From left: David Pecker, Michael Cohen and Allen Weisselberg. Stringer/Reuters, Richard Drew/AP, Screenshot from CBS News

AnalysisIf Trump Falls, the Testimonies of Cohen, Pecker and Weisselberg Could Spark an anti-Semitic Backlash

The trio’s public profile is a Jewish stereotype: the lawyer-fixer, the smut-dealing publisher and the numbers whiz who knows it all

The name of the lawyer who implicated Donald Trump in the commission of federal crimes is Cohen. The name of the publisher who has agreed to tell investigators how he turned his newspaper into a clearinghouse for Cohen’s payments to women is Pecker. And the name of the accountant who has been granted immunity in order to testify about the role played by the Trump Organization in Cohen’s endeavors is Weisselberg. The common denominators of Cohen, Pecker and Weisselberg, beside their willingness to do whatever it takes for Trump in the past and their apparent willingness to inform on him now, is that all three are indisputably and recognizably Jewish.

Even though it’s too much of a coincidence to ignore, politicians and pundits in the U.S. are in no hurry to dwell on the common characteristics of Cohen, Pecker and Weisselberg. Anyone who does so risks being accused of generalizing, if not actively encouraging anti-Semitism. But this is just the first act: It’s clear that the Jewish gun will go off in the future, somewhere down the line. The racist, supremacist and neo-Nazi element of Trump’s base is already drooling at the impending opportunity of enlisting disgruntled rank and file Trump fans in a battle against the Jewish conspiracy aimed at their idol.

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They may not have to wait long. Trump is in serious trouble and it’s getting worse by the day. Cohen’s admissions in a New York courtroom last week that his payments to porn’s Stormy Daniels and Playboy’s Karen MacDougal were made in accordance with Trump’s instructions have cast the President as a criminal who violated campaign finance laws. Pecker’s testimony could reportedly make clear that the two payments were part of a nefarious system. And Weisselberg’s account, though currently limited to Cohen’s payments, could pave the way to exposure of the long line of alleged misdeeds carried out by Trump as real estate mogul, franchising czar, reality star, presidential candidate and commander in chief.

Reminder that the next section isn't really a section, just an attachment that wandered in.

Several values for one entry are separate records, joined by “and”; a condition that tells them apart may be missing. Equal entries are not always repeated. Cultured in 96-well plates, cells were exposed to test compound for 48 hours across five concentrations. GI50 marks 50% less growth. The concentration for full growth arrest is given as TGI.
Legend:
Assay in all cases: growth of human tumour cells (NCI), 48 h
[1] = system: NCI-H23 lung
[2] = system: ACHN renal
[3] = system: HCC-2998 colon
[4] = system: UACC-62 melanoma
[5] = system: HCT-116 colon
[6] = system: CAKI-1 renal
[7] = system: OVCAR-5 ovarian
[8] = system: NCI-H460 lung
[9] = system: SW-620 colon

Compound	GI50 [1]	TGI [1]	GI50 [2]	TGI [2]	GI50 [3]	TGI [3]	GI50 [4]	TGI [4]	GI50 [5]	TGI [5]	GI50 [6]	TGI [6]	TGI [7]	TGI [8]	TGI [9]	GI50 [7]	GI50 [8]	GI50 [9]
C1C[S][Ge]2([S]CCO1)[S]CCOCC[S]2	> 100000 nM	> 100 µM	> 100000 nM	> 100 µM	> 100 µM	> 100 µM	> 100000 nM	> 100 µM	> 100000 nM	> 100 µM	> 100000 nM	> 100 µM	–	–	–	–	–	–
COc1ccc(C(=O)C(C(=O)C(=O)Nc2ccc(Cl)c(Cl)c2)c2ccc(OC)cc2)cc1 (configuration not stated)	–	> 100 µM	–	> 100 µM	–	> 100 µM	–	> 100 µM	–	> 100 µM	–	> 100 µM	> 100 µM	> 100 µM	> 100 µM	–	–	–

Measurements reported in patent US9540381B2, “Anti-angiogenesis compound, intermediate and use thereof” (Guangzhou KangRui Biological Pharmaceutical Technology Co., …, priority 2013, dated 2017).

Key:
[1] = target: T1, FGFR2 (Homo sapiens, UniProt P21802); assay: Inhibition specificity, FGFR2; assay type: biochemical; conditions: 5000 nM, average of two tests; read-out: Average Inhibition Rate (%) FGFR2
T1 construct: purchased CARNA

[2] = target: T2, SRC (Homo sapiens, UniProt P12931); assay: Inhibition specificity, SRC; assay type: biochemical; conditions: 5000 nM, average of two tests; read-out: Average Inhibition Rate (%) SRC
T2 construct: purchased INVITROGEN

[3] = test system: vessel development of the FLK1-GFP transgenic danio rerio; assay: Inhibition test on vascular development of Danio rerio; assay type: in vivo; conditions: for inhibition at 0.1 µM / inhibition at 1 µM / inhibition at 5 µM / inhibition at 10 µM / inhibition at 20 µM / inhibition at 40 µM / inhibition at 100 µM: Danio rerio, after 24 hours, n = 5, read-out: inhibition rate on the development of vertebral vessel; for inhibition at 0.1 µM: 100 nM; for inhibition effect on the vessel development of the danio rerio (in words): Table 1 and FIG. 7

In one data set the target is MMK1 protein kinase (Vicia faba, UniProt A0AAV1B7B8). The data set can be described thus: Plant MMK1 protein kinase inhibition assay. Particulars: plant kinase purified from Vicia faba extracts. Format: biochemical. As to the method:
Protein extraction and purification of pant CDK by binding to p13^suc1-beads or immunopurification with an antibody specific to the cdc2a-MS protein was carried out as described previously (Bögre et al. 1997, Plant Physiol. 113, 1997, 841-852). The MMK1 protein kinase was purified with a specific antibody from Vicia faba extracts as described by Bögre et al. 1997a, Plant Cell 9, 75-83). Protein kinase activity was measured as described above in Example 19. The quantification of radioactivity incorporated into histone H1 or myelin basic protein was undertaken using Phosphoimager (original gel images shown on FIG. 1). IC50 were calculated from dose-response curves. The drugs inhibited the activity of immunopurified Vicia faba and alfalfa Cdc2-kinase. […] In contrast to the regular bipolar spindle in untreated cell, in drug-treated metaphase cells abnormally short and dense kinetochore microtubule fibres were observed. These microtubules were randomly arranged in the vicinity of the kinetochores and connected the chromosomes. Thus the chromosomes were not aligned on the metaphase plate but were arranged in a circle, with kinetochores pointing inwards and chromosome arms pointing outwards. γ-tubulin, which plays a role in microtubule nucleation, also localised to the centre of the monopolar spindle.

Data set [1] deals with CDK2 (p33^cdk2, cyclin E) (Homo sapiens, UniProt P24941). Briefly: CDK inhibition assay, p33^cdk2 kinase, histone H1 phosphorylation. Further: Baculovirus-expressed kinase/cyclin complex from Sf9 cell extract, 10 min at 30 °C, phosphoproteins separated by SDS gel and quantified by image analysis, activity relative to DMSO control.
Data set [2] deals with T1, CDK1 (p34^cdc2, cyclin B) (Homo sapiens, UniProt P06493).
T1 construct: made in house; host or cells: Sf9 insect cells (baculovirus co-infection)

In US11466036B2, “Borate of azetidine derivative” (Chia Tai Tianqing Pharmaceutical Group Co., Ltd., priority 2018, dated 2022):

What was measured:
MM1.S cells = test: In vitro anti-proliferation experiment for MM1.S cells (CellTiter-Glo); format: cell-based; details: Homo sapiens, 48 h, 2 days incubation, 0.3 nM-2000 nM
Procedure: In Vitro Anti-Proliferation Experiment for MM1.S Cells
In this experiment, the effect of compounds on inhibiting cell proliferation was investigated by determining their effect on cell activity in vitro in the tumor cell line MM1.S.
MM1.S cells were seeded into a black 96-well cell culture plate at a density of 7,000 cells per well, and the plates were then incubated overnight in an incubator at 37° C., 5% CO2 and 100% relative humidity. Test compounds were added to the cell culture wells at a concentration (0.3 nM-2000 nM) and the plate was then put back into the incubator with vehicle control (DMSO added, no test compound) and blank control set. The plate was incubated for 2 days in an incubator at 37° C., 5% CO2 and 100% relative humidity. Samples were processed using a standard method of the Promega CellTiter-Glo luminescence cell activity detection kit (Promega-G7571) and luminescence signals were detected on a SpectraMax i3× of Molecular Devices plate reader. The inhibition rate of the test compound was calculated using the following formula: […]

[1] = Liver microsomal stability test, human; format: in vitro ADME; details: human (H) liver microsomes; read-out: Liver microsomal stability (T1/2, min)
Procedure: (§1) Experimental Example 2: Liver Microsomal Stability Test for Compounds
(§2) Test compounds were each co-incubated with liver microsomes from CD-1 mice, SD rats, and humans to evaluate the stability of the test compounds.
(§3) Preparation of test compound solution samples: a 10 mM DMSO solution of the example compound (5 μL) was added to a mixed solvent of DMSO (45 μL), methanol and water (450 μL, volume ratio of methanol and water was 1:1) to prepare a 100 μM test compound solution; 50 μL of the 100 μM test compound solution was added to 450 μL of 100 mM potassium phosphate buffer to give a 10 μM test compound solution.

The road to impeachment is still long, at least until the elections that will be held in 70+ days. Republicans, nonetheless, seem to realize that a Rubicon was crossed this week, and that Trump’s presidency is in real danger. Before Special Counsel Robert Mueller presents his findings on the cardinal question of Trump’s alleged collusion with the Kremlin, Cohen’s hush money capers, hitherto regarded as a sideshow, have captured center stage. They threaten Trump directly, courtesy of Cohen, Pecker and Weisselberg.

Trump’s immediate reaction mirrored that of Benjamin Netanyahu, who is also facing damning testimonies from former confidantes who signed plea deals or were granted immunity. Both leaders launched assaults on what Trump calls “flipping”, known in Israel as “state witnesses”: To save his own hide, Trump, like Netanyahu, is openly trying to undermine a long-accepted prosecutorial ploy that is crucial to convicting criminals. Perhaps it should be made illegal, he suggested.

President Donald Trump speaks during the 2018 Ohio Republican Party State Dinner, August 24, 2018, in Columbus, Ohio. AP Photo/John Minchillo

Trump repeatedly and profusely praises Paul Manafort, who isn’t Jewish, for remaining loyal despite the past and future convictions awaiting him. Cohen, Pecker and Weisselberg, who sound like a stand-up’s Jewish law firm, are, by implication, part of the vast conspiracy that sounds suspiciously similar to the one confronting Netanyahu, that seeks to bring the President down and to undermine the voters’ verdict.

If Trump emerges unscathed, a scenario that seems increasingly unlikely, fears of anti-Semitic backlash could recede. If Trump is impeached, or forced to resign, or impaired in any other way, shape or form, the outrage against his incriminators and their common heritage could turn into a clear and present danger for American Jews. The American right’s adoration of Israel won’t be an obstacle: Many of Trump’s constituents, like Netanyahu’s, can easily ignore the common bonds between Israel and its greatest Diaspora. Israel is the country of proud and nationalistic Jew-heroes that man the West’s forward outpost against radical Islam and who play a critical role in advancing the End of Days.

American Jews, on the other hand, are prominent carriers of the liberal epidemic that is jointly reviled by Trump and Netanyahu’s bases. Cohen, Pecker and Weisselberg can be easily cast as their malicious or unwitting partners in crime.